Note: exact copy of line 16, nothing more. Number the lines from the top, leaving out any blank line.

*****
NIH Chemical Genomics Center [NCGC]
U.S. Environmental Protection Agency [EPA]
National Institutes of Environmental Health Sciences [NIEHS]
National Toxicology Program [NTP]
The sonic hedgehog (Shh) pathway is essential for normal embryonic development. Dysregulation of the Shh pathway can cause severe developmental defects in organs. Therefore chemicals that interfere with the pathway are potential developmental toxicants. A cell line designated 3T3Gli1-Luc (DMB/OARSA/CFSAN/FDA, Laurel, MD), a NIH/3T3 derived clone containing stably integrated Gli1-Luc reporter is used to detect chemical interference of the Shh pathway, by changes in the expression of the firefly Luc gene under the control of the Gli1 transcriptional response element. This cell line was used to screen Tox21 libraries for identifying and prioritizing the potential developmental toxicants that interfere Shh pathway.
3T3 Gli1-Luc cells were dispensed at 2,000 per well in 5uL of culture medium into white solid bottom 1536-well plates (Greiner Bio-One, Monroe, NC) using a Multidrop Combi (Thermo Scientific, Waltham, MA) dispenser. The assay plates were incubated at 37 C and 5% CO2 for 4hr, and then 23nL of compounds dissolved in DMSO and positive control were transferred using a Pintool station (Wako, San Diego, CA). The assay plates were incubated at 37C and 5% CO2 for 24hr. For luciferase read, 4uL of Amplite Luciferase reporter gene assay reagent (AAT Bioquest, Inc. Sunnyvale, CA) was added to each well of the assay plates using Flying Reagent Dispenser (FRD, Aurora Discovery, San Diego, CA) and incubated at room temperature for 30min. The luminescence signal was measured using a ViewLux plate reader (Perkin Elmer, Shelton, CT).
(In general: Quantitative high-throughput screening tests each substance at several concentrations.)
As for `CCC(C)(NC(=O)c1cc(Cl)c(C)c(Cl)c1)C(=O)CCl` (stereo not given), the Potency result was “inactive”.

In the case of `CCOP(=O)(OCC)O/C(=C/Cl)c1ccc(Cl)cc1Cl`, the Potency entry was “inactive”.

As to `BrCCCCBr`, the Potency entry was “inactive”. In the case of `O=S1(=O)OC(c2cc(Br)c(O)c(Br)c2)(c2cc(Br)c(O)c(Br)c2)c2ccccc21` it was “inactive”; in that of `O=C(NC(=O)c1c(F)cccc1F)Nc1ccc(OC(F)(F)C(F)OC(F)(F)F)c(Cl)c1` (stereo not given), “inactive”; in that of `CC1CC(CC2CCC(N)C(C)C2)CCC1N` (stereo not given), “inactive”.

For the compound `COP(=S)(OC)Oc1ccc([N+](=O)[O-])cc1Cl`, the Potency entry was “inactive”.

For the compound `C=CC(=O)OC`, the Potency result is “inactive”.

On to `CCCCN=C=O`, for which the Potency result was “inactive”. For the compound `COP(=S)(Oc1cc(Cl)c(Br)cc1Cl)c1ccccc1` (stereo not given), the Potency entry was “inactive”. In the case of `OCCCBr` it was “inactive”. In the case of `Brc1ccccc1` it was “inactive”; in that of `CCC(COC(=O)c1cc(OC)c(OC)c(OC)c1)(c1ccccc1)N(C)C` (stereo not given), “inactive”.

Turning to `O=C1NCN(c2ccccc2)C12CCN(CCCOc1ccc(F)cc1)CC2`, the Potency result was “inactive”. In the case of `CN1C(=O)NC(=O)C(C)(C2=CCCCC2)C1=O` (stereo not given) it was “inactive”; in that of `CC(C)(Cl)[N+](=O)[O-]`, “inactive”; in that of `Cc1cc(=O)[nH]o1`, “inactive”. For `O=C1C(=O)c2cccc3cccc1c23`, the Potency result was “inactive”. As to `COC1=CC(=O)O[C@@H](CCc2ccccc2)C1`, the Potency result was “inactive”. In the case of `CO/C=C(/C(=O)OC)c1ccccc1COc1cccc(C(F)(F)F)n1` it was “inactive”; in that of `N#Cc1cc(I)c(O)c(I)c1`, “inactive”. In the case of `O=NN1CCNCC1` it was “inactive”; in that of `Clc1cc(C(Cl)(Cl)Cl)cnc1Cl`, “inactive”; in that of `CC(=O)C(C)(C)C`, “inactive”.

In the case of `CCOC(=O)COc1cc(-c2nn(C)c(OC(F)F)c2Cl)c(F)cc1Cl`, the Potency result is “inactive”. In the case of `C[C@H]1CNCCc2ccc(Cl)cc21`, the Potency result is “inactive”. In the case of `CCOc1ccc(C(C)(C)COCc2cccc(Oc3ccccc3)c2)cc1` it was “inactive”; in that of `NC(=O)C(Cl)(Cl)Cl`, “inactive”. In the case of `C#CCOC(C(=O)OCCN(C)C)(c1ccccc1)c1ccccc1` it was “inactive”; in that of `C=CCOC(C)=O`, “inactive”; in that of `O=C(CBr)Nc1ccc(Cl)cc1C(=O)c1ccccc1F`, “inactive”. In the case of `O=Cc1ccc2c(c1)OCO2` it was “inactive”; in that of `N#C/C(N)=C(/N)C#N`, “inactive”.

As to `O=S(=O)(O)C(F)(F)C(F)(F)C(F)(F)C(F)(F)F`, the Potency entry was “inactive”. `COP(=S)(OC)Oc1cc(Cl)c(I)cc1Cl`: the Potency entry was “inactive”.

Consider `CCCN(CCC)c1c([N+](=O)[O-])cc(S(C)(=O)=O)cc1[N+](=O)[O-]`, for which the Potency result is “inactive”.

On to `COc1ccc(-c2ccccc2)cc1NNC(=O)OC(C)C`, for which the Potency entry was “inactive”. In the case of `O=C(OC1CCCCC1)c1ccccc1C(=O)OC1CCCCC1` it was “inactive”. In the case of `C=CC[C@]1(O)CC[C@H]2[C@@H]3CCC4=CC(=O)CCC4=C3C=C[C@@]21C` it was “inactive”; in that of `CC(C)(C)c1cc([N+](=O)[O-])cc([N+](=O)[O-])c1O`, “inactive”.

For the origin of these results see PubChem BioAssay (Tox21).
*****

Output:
As to `O=S(=O)(O)C(F)(F)C(F)(F)C(F)(F)C(F)(F)F`, the Potency entry was “inactive”. `COP(=S)(OC)Oc1cc(Cl)c(I)cc1Cl`: the Potency entry was “inactive”.